Leadership InsightsGet Email Updates
Facing your own vulnerability takes courage
I am excited to bring you the fifth story in our “Leaders Who Inspire Us” series. In these candid one-on-one interviews, we will feature senior leaders who have had a lasting impact on their teams and their organizations. We will share stories that are about more than doing a job or building a career. They are about fulfilling a personal mission to drive change.
Today, we’re sharing Thomas Crahan’s story. Thomas is the General Manager of Vehicle Marketing and Communications at Toyota Motor Sales. In a recent interview, he shared insights about his own journey of self-discovery and the one piece of advice that ultimately reshaped his thinking as a leader.
Thomas’s career with Toyota Motor Sales started in 2006 when he accepted a role in Advanced Product Strategy after several years working at Nissan North America. Eager to hit the ground running, he focused on aligning Scion’s second-generation products to their brand promise.
Not long after taking on the new role, he quickly realized the challenges inherit in navigating a culture that was already successful in its own right. He remembers coming to the realization early on: “I had spent my entire career developing the expertise and credibility to lead change and I now worked in an environment that wasn’t looking for that.” He spent the next few years seeking out projects where he could introduce innovation to the existing product planning processes including the redesign of the 2015 Camry and creating Toyota’s active safety strategy.
The successes along the way provided the fuel to forge ahead, and the failures provided the opportunity to rethink his approach.
The Courage to Be Vulnerable
Fast forward to 2016…the start of the most recent chapter in Thomas’s leadership journey. In addition to managing the responsibilities of his new role as general manager of marketing, he has invested significant time and energy in better understanding his own personal values and how he shows up as a leader. He’s discovered a few invaluable things along the way that might help any leader who is driven to do a job well and wants to exceed expectations.
“We have all been told as we take on leadership roles that ‘what got you here won’t get you there.’ In my case, I needed to transform from a technical expert to an inspirational leader of experts.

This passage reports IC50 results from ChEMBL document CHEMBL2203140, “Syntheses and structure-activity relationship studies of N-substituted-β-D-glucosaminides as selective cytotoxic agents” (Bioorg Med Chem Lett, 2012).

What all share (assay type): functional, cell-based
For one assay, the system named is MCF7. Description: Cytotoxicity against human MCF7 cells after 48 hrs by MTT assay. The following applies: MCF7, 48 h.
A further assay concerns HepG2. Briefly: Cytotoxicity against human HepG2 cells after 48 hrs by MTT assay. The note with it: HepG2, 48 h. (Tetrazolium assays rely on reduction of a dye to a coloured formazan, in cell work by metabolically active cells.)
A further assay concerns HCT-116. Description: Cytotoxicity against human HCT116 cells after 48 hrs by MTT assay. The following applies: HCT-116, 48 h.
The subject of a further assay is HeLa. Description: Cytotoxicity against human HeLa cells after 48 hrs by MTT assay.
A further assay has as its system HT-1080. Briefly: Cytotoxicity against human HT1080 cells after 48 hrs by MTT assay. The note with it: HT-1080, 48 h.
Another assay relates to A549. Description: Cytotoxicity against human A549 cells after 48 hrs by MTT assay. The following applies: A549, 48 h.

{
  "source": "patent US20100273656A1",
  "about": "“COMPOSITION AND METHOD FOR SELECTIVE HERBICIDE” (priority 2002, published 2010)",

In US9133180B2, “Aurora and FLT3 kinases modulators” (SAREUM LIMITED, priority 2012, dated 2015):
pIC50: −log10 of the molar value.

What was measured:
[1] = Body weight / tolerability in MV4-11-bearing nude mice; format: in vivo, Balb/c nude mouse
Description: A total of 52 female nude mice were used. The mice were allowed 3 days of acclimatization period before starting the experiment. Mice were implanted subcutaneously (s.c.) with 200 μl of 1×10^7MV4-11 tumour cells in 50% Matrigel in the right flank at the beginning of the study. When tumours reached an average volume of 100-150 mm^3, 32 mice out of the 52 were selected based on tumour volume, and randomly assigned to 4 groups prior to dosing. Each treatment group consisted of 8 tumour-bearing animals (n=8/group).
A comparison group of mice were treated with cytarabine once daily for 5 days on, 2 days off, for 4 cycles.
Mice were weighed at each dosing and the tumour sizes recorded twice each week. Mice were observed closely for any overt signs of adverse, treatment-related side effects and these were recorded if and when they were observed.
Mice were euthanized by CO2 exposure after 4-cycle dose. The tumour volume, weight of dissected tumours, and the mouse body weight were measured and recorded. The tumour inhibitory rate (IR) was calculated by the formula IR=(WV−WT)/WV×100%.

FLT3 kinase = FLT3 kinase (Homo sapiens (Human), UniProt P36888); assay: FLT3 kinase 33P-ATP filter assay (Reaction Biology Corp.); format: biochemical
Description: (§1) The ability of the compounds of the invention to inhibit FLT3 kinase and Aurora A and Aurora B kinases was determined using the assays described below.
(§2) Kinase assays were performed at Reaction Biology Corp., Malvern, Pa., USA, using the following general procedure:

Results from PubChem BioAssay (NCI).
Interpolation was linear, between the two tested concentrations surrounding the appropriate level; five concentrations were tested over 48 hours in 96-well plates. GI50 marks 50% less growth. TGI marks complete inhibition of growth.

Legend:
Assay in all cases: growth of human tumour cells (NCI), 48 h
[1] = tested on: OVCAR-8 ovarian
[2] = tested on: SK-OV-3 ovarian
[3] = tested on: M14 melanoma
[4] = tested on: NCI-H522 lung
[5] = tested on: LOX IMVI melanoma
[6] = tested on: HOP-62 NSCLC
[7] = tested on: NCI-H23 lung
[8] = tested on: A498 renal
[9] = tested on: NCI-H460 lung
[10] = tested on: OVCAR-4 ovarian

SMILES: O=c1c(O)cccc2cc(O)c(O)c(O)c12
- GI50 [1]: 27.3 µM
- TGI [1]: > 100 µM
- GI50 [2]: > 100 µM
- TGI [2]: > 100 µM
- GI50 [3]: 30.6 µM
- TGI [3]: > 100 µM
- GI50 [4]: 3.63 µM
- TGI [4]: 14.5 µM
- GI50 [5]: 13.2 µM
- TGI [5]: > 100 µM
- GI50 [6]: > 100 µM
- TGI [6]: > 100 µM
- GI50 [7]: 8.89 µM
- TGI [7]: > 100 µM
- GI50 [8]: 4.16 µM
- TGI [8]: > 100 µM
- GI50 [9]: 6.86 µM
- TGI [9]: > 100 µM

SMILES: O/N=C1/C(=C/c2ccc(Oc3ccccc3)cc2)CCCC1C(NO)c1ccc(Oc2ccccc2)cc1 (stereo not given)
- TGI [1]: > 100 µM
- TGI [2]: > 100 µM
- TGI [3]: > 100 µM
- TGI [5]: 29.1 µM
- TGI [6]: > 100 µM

“My father taught me to value honor above all else. He explained that honor required the courage to overcome fear and meant caring enough about the cause to make the necessary sacrifices. This guidance led me to push myself and the organizations I have worked for to break through obstacles and deliver on stretch goals.”
This “drive” is common among leaders and is a key ingredient in progress, but it can also limit the potential of the team. That discovery was what helped Thomas breakthrough his current “driven” leadership style to become a more inspirational leader.
Working with his Linkage coach helped him to recognize that showing up as a “driven” leader dampened his team’s willingness to speak up and challenge. “Here, I thought that my passion would ignite theirs, and it was actually having the opposite effect. My intensity was intimidating, not inspirational.”
This is where the real work began. Thomas had to find a way to retain the inspirational aspect of his passion while being more inclusive. The secret in this transformation was unpacking what “drove” him, because it is the unconscious emotion behind the “drive” that shapes how we show up; not our conscious intentions or goals.
“What I realized was that my subconscious need to achieve lofty objectives in the face of large obstacles was born out of overcoming childhood insecurities. While those fears provided the fire that fueled the drive, they caused me to ‘show up’ as intense rather than uplifting, and if I wanted to become ‘present’ and inspirational, I would first have to work through those childhood experiences.
“This source of ‘drive’ among executives is probably more common than we would like to admit, but accepting this in myself and working through it has helped me to become more empathetic, joyful and inspirational to the teams that depend on me.
“When you have the courage to be vulnerable, you help create an environment that fosters authenticity and trust, and this is the soil that grows great leaders and great products.
“If I think about the very best leaders I have worked for, they not only had integrity and vision, they also brought a calm presence into conversation which demonstrated their respect for every point of view and care for each team member. They built unwavering trust that helped their companies become stronger through adverse times.”
His final, parting words of advice: “Think deeply about what drives you. If there are things on the list that are not affirming, work on that. Work on that with someone you can trust and be kind to yourself through the process—my coach told me, and it proved true—others will appreciate it.”
Enrich Your inbox
with timely, relevant leadership insights
Join more than 15,000 others and subscribe to Linkage Leadership Insights: your resource for leadership development-related topics that matter to you, from change and transition management to innovation to coaching and more.
Start Your Journey
Speak with a Linkage expert today